2020 GGPoker WSOP Online Bracelet Events

Event #77: $5,000 No Limit Hold'em Main Event, $25M GTD
Event Info

2020 GGPoker WSOP Online Bracelet Events

Final Results
Winning Hand
Event Info
Prize Pool
Level Info
400,000 / 800,000
Players Info - Day 3
Players Left

Stoyan Madanzhiev Wins Event #77: $5,000 No Limit Hold'em Main Event, $25M GTD ($3,904,686)

Level 25 : 400,000/800,000, 100,000 ante
Stoyan Madanzhiev wins Event #77
Stoyan Madanzhiev wins Event #77

With 12 players left in the World Series of Poker $5,000 No-Limit Hold'em Main Event on GGPoker, Stoyan Madanzhiev got involved in what seemed to be a relatively standard lucky all-in hand, hitting a three on the turn with ace-three against the ace-nine of a short-stacked Samuel Vousden. Then, two players showed they'd folded a three, meaning Madanzhiev had hit a one-outer.

While it helped him eliminate a major threat in one of the most accomplished and skilled players in the final day, it wasn't really among the most impactful hands Madanzhiev played.

It just summed up how his day went as he cruised to a fairly mundane victory, the last player standing in a field of 5,802, of which 38 made the final day. The Bulgarian, whose WSOP earnings amounted to about $5,500 coming in, all from GGPoker, won a staggering $3,904,686, the largest prize ever awarded in online poker.

Final Result 2020 GGPoker WSOP Online $5,000 Main Event

PositionWinnerCountryPrize (in USD)
1Stoyan MadanzhievBulgaria$3,904,686
2Wenling GaoChina$2,748,605
3Tyler RuegerUnited States$1,928,887
4Thomas WardNew Zealand$1,353,634
5Satoshi IsomaeJapan$949,937
6Joao SantosBrazil$666,637
7Stefan SchillhabelGermany$467,825
8Tyler CornellUnited States$328,305
9Samuel TaylorUnited States$230,395

The most crucial pot Madanzhiev played came with 25 players left, when he faced off with Martin Arce holding kings against ace-king. The preflop all-in spot went Madanzhiev's way to give him a pot of 22 million and a stack of 40 million at 300,000 big blind.

Then, against Julian Stuer, Madanzhiev opened under the gun and barreled off on a paired board when he made kings full of eights on the river after flopping two pair. Stuer, unfortunately for him, held the last king and called off with trips.

The heater saw Madanzhiev race ahead of the field with about double the next stacks. From there, he kept the pressure on as highly credentialed players like start-of-day leader Bryan Piccioli, Vousden and online tourney legend Benjamin "bencb789" Rolle ran out of chips en route to the final table.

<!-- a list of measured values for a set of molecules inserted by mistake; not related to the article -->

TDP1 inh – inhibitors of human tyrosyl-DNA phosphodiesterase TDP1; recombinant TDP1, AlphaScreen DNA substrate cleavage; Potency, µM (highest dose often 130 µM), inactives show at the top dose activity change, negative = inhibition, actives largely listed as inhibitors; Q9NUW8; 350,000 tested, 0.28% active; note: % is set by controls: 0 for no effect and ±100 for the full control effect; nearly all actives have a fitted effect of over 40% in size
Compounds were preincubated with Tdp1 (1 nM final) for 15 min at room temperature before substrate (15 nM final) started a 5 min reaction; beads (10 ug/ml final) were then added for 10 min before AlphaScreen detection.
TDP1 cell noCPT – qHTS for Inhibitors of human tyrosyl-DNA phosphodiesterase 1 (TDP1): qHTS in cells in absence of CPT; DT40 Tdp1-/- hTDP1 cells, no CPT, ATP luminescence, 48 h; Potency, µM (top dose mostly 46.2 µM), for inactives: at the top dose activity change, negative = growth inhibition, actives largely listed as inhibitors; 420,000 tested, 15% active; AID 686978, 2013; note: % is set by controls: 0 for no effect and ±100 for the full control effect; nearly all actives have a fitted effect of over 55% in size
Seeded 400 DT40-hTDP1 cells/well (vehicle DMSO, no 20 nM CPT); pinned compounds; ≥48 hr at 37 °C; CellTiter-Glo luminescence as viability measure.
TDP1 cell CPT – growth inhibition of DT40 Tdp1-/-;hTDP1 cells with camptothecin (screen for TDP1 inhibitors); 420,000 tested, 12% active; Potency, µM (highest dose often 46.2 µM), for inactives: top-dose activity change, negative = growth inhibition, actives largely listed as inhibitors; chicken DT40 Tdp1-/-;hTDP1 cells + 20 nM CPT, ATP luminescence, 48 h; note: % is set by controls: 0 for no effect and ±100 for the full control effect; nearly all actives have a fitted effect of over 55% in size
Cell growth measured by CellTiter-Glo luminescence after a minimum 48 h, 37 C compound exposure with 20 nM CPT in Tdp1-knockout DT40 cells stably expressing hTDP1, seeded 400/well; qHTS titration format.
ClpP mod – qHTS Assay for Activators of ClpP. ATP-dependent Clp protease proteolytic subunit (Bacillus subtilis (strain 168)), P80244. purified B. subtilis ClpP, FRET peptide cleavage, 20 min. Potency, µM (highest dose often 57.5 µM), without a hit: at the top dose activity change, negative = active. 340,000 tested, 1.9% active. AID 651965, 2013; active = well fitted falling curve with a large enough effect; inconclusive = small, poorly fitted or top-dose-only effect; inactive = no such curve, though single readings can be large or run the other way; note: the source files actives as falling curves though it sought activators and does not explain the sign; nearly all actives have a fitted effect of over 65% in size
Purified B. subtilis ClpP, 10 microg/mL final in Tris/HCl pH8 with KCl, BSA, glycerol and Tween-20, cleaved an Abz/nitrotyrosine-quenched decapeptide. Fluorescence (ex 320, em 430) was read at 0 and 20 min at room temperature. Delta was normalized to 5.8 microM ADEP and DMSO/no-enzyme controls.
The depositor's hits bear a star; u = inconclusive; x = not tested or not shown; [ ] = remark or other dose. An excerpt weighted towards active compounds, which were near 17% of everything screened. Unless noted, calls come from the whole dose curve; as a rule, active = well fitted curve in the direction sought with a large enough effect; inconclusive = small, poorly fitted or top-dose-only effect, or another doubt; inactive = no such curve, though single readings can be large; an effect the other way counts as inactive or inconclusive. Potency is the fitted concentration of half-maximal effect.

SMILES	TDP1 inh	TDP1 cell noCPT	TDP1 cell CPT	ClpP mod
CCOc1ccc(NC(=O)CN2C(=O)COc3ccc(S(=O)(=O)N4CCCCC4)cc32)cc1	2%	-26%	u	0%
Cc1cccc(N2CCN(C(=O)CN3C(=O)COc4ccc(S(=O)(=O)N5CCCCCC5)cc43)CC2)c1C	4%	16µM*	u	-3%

Big Names Down Early

Several notable names still remained at the final table as poker millionaires Stefan Schillhabel, Tyler Cornell, Thomas Ward of New Zealand and Samuel Taylor all made it.

However, none was above 20 blinds other than Taylor, and he proceeded to run into a nasty set-under-set cooler right away to bust ninth. The others didn't fare much better other than Ward, who managed to ladder all the way to fourth thanks to a lightning-quick final table that lasted about two hours as all of the chips got concentrated into two seats: those of Madanzhiev and WSOP neophyte Wenling Gao.

The only player to build a stack that challenged their was Tyler Rueger, who started the final table about even with Madanzhiev. But, when Gao relegated him to third place with kings over ace-queen, Gao and Madanzhiev went heads up with both players a staggering 200 blinds deep.

Deep-Stacked Heads-Up Match Ends in a Hurry

The final table theme of speed continued heads up despite how deep the two players were, though.

Wenling Gao
Gao has built a nice record in Asian tournaments.

Madanzhiev was a step ahead of his foe at every turn as he got thin value with an overbet on the river then turned around and picked off her multi-barrel bluff moments later. Suddenly, he had a decent lead, but Gao still had plenty of chips with more than 100 big blinds.

Unfortunately for her, the end came moments later when she couldn't find the fold button with aces after Madanzhiev defended his big blind with seven-six and flopped a nut straight. Nonetheless, Gao, an active participant in the Asian tournament scene with almost $700K in cashes, earned more than $2.7 million for her efforts.

As for Madanzhiev, who identifies himself as a pro player on his Instagram, live events don't appear to be a major part of his portfolio as he has just about $30K in cashes. Perhaps that will change now that he's almost $4 million richer and in the record books until some brave operator decides to top this historic event.